But for SpaceX to meet its lofty goals, and begin building the BFR in 2018, its current fleet of reusable vehicles needs to keep printing cash. And that means making sure a significant amount of its portfolio is military contracts—the most lucrative in almost any industry.

This year, SpaceX launched a number of covert missions for US government agencies, including the Air Force and the National Reconnaissance Office. It launched a spy satellite for the NRO, and a secret miniature space plane while in the path of Hurricane Irma. And it also had a launch lined up for a still-unknown branch of the military, codenamed Zuma, that was pushed from November to January.

On top of that growing list of military missions, the Air Force amended an existing contract in October to pump an additional $40 million into the development of the Raptor engine that will power the BFR spaceship. The original agreement allotted Space just over $33 million while competing firms like ULA and Orbital ATK received similar support money, part of a strategy to reduce dependence on the Russian-built RD-180 engine.

Two years after SpaceX successfully sued to end ULA’s monopoly on military contracts, SpaceX is now getting its fair share of the Air Force’s astounding $22-23 billion annual space budget—including a launch atop the yet-to-be-flown Falcon Heavy. No private company or nation could match that kind of potential revenue.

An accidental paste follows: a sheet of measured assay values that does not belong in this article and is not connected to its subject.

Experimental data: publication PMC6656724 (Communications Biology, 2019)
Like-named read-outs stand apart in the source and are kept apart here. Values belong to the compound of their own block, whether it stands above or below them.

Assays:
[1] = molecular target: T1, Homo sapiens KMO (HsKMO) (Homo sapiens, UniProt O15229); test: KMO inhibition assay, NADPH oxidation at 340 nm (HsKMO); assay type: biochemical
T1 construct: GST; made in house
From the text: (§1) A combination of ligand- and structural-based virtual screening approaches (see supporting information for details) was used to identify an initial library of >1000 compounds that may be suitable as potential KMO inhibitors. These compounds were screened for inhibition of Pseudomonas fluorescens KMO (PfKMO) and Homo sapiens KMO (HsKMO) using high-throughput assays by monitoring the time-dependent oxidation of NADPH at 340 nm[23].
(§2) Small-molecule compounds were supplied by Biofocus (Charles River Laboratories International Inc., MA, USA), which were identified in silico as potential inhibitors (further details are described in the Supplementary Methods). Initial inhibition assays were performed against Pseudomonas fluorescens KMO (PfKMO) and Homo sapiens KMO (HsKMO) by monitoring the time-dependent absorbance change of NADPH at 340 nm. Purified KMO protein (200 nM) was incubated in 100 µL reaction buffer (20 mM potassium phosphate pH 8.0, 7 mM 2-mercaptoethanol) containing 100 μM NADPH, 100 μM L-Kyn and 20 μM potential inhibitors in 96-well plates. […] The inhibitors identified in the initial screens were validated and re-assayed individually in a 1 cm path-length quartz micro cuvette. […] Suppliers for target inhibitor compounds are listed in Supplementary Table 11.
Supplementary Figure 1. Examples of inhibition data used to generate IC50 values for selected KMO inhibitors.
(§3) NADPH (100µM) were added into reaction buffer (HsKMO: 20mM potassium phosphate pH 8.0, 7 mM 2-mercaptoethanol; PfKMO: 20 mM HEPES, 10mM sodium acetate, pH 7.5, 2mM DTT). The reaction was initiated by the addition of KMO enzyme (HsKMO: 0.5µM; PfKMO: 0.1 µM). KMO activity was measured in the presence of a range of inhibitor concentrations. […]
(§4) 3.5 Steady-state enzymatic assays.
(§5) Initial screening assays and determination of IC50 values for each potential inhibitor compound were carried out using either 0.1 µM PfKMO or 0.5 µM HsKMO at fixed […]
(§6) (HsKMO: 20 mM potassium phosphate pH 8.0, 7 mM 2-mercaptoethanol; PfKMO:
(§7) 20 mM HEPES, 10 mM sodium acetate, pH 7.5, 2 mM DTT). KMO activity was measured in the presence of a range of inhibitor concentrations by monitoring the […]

And SpaceX is angling for even more government money as the US revives interest in a manned moon mission. NASA’s own crewed deep space vehicle, the Space Launch System, has cost billions to develop, and its first (uncrewed) launch to the moon will happen no earlier than 2020. So SpaceX is making its own bid, of a sort: In February, Musk announced that SpaceX would facilitate a tourism mission to the moon’s orbit for two brave (and rich) individuals atop Falcon Heavy—and give NASA priority seating on future missions.

Subtle as it was, this was SpaceX seriously beginning to court the government for a deep space contracts. In early July, Musk dispatched SpaceX VP Tim Hughes to the US Senate subcommittee on Space, Science, & Technology to make the case for farming out trips to the moon and Mars.

But that won’t be enough. It seems more and more that SpaceX will need the support of the federal government—and not just in the form of lucrative contracts. SpaceX President Gwynne Shotwell stood before Vice President Pence at the first meeting of the re-established National Space Council in October, to argue that America was now “out-innovating” the rest of the world in launches after the industry laid dormant for years. Shotwell touted SpaceX’s 6,000-strong US workforce and their new role as a national security and defense contractor.

In return, Shotwell argued, SpaceX needs something else from the government apparatus: deregulation. “If we want to achieve rapid progress in space, the US government must remove bureaucratic practices that run counter to innovation and speed,” Gwynne Shotwell said to the council. “Regulations written decades ago must be updated to keep pace with the new technologies and the high cadence of launch from the United States if we want a strong space launch industry here at home.” And again, SpaceX also needs a mountain of cash––just enough to build human colonies on other worlds.